Trump vs. Putin — Do Likes Attract? - The American Spectator | USA News and Politics
Trump vs. Putin — Do Likes Attract?

What does it mean if Vladimir Putin, the President of Russia, likes you? Is it auspicious to be embraced by the Russian bear? Ask Donald Trump.

Putin has recently made very complimentary remarks about the Donald’s persona, describing Trump as “undoubtedly a very colorful talented person” and “outstanding.” Quick to return the “kiss,” Trump responded that it is a “great honor” to receive such a remark.

The similarities of the two men are quite evident. Both enjoy being on display 24/7. For Putin, stripping to the waist with a hunting rifle, voyaging in a bathyscaph, affixing electronics to a sedated tiger, and firing an arbalest at a whale are meant to come naturally with aplomb and show the world who is in charge. For Trump, being macho means telling it like it is, trashing PC, and having a hairdo as a platform to launch a thousand attacks on rivals and adversaries. Neither one suffers fools or takes prisoners. Each is a businessman: Putin knows his oil oligarchs and Trump knows his real estate. Each has a mentality of realpolitik. There is no room for nuance or nonsense — nor should there be.

Both Putin and Trump are expert at strategy and brand positioning. Both seem to love their countries and make no apologies. Putin projects utter clarity of intentions: Ukraine has Russian minorities who need protection and Russia needs a naval base at Sebastopol. Similarly, Syria has Russia’s only naval base on the Mediterranean — a small one for logistics and supplies. Syria has been a Russian client for decades, and the current regime continues to receive military support to assure a degree of Russian influence in the Middle East. Further, calling the collapse of the USSR the “greatest geopolitical catastrophe” of the 20th century, Putin has expressed his yearning to reestablish the position the Soviets once held — and he sees opportunity to better it with relations with Iran and Syria.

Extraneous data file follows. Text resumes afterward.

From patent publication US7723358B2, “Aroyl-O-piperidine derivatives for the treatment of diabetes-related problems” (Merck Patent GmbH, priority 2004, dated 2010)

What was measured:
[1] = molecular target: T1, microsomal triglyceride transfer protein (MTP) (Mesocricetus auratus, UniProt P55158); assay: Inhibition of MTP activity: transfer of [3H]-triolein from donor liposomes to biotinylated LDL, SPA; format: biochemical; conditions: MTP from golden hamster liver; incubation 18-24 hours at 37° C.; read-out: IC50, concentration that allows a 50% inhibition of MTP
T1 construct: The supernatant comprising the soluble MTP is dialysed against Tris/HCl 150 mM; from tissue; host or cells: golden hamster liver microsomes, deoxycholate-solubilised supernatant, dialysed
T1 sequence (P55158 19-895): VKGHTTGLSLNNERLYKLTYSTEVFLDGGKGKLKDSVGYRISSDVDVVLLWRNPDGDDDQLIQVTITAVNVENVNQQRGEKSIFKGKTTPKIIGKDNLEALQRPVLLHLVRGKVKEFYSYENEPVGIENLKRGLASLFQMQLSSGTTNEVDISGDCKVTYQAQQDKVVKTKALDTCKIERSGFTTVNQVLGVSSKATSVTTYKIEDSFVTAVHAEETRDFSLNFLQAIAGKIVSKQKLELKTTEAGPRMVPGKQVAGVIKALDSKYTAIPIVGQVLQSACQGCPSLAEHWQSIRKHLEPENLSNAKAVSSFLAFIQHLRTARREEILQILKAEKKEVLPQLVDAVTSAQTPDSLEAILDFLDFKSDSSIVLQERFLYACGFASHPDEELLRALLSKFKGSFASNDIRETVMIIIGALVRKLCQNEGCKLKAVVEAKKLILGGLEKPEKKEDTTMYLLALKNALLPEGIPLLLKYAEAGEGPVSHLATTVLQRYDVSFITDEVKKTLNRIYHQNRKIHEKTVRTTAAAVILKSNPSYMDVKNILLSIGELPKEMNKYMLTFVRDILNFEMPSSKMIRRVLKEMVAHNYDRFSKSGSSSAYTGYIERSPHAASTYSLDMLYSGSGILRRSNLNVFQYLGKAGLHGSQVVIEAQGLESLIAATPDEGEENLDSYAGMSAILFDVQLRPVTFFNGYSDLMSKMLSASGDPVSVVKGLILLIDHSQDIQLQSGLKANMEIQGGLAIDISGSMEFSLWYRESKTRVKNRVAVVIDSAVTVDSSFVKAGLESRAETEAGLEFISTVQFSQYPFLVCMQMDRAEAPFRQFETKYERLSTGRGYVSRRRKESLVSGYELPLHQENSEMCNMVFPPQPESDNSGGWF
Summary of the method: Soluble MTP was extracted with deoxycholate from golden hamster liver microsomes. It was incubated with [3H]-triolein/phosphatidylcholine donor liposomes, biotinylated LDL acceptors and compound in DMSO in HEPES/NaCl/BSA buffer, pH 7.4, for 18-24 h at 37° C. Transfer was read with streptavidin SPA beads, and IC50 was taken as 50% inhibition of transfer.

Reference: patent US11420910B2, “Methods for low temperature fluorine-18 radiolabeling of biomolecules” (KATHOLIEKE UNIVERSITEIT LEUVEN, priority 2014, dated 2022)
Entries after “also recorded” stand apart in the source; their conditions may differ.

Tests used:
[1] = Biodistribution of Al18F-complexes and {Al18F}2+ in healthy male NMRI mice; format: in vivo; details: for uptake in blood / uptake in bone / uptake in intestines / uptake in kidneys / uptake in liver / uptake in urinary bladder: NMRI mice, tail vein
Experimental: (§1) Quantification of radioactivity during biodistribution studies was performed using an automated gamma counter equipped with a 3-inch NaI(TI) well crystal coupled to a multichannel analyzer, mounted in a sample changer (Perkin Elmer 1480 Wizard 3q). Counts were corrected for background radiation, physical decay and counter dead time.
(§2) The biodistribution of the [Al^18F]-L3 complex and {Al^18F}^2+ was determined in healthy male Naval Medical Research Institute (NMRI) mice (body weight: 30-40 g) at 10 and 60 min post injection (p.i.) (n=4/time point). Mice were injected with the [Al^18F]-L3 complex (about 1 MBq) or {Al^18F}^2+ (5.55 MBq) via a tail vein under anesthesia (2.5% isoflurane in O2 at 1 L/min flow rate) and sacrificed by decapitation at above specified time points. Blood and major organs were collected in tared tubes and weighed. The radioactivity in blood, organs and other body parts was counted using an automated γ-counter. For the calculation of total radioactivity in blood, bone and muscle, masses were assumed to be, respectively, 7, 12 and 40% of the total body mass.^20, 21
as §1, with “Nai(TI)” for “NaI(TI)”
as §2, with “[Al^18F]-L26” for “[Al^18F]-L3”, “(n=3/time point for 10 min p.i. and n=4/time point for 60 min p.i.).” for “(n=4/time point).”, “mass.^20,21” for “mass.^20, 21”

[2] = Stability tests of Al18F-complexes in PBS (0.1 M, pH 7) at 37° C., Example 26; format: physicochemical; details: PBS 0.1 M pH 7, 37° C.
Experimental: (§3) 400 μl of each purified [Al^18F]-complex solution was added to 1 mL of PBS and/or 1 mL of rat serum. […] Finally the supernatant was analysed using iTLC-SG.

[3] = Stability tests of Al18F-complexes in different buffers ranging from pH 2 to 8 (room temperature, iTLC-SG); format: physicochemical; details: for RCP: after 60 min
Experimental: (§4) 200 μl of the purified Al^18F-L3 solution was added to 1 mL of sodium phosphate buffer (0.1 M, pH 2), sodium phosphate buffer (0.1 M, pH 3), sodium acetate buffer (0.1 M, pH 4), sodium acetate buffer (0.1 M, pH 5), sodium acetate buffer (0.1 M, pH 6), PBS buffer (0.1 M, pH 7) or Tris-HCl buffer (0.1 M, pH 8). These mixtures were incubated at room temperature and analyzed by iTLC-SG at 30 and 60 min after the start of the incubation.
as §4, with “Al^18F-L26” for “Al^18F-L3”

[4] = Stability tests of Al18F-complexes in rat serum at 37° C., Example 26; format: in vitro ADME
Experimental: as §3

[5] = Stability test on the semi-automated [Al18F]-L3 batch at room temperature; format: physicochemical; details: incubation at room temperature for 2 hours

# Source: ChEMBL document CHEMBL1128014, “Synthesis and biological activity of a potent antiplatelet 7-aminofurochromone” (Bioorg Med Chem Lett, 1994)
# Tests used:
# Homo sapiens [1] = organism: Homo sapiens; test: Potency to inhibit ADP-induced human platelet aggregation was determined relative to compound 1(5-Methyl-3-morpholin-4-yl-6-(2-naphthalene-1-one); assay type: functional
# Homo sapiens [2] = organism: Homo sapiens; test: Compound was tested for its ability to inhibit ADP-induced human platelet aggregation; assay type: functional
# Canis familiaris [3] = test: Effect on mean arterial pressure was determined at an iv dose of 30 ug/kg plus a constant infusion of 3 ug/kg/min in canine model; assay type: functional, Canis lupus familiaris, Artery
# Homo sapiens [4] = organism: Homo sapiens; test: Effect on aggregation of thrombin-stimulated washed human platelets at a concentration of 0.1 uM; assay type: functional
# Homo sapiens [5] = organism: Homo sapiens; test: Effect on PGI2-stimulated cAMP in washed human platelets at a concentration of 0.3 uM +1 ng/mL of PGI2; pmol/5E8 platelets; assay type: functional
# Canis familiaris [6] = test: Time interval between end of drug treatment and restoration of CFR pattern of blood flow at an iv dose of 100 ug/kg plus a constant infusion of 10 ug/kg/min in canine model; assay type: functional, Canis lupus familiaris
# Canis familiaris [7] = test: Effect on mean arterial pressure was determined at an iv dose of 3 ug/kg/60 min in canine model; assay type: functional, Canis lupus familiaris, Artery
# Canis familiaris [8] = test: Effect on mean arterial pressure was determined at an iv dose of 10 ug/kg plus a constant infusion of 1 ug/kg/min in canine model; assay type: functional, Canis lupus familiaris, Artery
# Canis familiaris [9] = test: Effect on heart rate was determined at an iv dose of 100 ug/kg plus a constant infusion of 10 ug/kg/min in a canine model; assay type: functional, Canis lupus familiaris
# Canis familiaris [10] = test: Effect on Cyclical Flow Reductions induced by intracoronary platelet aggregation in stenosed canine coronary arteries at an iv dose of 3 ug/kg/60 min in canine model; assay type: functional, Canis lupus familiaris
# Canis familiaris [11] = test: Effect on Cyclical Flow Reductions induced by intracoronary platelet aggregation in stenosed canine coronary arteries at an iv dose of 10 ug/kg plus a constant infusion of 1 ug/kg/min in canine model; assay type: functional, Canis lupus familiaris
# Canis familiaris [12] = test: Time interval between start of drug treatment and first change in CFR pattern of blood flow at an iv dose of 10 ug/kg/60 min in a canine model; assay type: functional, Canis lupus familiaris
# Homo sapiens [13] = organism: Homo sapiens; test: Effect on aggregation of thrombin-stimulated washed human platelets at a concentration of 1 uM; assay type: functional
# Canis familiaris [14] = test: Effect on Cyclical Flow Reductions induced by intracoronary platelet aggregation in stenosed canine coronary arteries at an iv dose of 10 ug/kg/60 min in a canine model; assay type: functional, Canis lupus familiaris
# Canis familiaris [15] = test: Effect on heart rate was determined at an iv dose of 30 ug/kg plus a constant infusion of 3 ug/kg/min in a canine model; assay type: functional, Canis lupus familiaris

While the United States and the West may not like Putin’s aggressive intrusions, which include provocations by his air force, it is hard to doubt the intensity of his focus and drive. The Russian brand is forged as tough, with clearly defined objectives and unabashed self-interest. Putin’s pronouncements are succinct and straightforward — quite unlike the nuanced, wordy explanations of President Obama who is masterful at setting up straw models that he attributes to his adversaries, and then speciously attacking them.

Although he is not subverting neighboring countries, and whether the Republican establishment likes him or not, Trump is similarly a branding genius. The name “Trump” projects massive financial success, real estate monuments to personal glory, competence, and stunning business acumen. His ability to capitalize on the profound anger of much of the American people at Washington and the political class is the essence of the brand. While a real estate mogul, Trump nonetheless likes to come across as a man of the people, festooned in our national colors — blue suit, red tie, and white shirt. The ball cap inscribed with “Make America Great Again” is a succinct tag line that evokes positive emotions, like a fine product. Coke, Nike, Apple, and Trump – ready to meet a need, they all stand for something clear that people want.

Both Putin and Trump are men of action, not words. Unlike the White House, they do not confuse motion with traction. President Obama’s reset of relations with Russia has failed miserably, with nasty surprises for the U.S. in Ukraine and Syria, as well as a more aggressive Russia vis-à-vis NATO.

Both men are obviously very different, too. Trump is the quintessential capitalist, masterful at the art of the deal (with a book with such title). Putin is former Lt. Colonel in the KGB, at one time based in Dresden, and presumably schooled in raw methods. But even so, and to paraphrase in Rudyard Kipling’s “The Ballad of East and West,” the differences of geography, nationality, and antecedents are inconsequential “…[w]hen two strong men stand face to face, though they come from the ends of the earth.”

Whether Putin and Trump will face each other remains to be seen — but the strength projected by each may well offer the real reset.

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